Now, most of the murder in South Africa is black on black, but there’s a lot of… There’s some black on white, and some, very small amount of white on white, and I think the Indians and the other coloreds are kind of in the middle there somewhere. And it’s a similar set of ratios in America, as I see it at the moment. And because of that inner city poverty it becomes entrenched and these attitudes harden. That’s why we see it in America, as we’re seeing now, we’ve seen in South Africa for 35 years since I left. And then they’ve got a real problem because the country’s economic growth is stagnating and they had to borrow money from China. And China pretty much owns a lot of African countries now which has lent so much money to them, not South Africa, but you know… So, they’re between a rock and a hard place.
Now, a lot of good things are happening in South Africa, and I could tell you about that, but what I’m trying to do is give you a thing of the center of gravity is still pre-modern, yeah? And when out of 45 million people, 35 million people are living close to the breadline in an emerging post-tribal society, even if they’re in an urban area, the basic things like garbage, right? There’s garbage everywhere. There’s rubbish. It’s like Mad Max from Thunderdome, with the fires in oil drums scenario in a lot of cities. The center of Johannesburg is a no-go area. It’s very, very dangerous, and everybody moved down to Sandton to run their business and banks now in Sandton. My law firm is right next to Citibank there, Werksmans in Sandton.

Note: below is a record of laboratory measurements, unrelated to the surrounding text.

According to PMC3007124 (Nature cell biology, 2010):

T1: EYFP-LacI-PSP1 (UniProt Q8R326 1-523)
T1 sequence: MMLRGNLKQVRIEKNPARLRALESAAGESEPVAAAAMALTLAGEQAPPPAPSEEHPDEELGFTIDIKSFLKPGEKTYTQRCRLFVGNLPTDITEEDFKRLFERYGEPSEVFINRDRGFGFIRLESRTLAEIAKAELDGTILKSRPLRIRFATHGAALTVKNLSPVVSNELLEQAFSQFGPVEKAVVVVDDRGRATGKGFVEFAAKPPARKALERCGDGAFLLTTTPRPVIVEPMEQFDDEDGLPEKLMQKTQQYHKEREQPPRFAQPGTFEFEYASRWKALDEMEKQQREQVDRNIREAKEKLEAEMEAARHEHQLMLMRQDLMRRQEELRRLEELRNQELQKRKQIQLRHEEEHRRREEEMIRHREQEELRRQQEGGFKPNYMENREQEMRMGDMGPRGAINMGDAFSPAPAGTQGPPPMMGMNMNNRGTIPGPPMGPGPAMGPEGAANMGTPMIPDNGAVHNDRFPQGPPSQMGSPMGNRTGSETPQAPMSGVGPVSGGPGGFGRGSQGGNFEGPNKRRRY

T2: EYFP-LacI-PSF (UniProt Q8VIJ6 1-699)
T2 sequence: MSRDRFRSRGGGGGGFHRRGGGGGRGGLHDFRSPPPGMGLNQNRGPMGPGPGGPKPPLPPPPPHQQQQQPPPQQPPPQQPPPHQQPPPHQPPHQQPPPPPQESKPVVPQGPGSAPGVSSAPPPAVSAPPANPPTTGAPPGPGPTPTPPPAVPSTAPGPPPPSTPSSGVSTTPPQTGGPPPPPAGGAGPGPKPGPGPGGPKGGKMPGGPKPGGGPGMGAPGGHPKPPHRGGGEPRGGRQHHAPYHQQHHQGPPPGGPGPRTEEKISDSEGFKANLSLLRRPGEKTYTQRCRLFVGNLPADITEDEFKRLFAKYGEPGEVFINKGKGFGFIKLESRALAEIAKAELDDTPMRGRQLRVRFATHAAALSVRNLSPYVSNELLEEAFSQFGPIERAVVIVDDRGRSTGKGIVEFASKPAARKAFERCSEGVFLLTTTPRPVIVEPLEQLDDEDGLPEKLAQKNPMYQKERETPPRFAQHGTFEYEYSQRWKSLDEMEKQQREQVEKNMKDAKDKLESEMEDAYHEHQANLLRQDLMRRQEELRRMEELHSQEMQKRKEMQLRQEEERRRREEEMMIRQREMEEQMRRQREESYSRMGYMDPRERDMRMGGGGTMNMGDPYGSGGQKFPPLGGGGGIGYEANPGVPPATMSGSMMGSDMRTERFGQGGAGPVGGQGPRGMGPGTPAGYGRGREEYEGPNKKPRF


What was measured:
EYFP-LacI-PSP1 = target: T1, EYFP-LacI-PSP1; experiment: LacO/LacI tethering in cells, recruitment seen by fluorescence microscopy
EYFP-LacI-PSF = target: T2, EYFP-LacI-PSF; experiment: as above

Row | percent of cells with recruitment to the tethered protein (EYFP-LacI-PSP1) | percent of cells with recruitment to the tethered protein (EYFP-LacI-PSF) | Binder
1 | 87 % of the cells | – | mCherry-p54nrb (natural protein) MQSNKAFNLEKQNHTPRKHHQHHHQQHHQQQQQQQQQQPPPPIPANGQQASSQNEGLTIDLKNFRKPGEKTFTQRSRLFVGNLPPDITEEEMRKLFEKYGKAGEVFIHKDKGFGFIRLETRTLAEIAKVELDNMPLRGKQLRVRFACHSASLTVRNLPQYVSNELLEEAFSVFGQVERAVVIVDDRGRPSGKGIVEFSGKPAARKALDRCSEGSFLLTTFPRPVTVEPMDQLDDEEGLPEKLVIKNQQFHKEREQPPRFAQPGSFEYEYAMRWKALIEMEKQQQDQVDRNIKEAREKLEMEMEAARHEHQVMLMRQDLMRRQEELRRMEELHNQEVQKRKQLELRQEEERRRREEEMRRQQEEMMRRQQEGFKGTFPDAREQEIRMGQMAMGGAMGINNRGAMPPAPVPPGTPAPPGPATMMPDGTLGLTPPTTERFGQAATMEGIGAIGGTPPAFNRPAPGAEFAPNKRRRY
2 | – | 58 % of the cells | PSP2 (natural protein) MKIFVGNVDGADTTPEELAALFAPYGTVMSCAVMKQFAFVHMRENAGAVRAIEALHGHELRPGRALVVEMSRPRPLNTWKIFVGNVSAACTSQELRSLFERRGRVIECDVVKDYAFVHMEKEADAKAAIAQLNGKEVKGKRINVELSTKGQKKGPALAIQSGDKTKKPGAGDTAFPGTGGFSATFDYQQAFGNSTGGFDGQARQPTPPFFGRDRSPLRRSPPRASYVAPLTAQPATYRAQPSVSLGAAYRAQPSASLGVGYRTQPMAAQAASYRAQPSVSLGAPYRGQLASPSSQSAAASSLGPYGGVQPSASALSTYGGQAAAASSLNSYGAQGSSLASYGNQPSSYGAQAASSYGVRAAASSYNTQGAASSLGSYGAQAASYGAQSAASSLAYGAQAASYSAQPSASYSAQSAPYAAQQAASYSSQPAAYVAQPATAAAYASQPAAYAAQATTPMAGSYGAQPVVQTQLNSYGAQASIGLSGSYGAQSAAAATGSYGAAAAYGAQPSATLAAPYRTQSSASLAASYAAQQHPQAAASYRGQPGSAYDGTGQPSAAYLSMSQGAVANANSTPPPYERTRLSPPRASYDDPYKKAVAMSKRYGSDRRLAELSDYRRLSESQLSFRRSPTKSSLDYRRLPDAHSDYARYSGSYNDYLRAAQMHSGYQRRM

So, as we said, in Citibank we said, “When there is a black power takeover,” which there was, eventually, “You will have to accept that the standards in South Africa will go down.” They will lower, because the average critical mass of people in the countryside, you eat a banana or something, you throw the peel and it biodegrades, right? The problem is in the city, you go to McDonald’s, you buy a burger, you throw the polystyrene away, that lasts like 1,000 years, right? And it’s not in their culture. It’s not like bad people, they just don’t think it is. Like, “Oh, yeah, it’s just… That’s the way we’ve done things for ever.”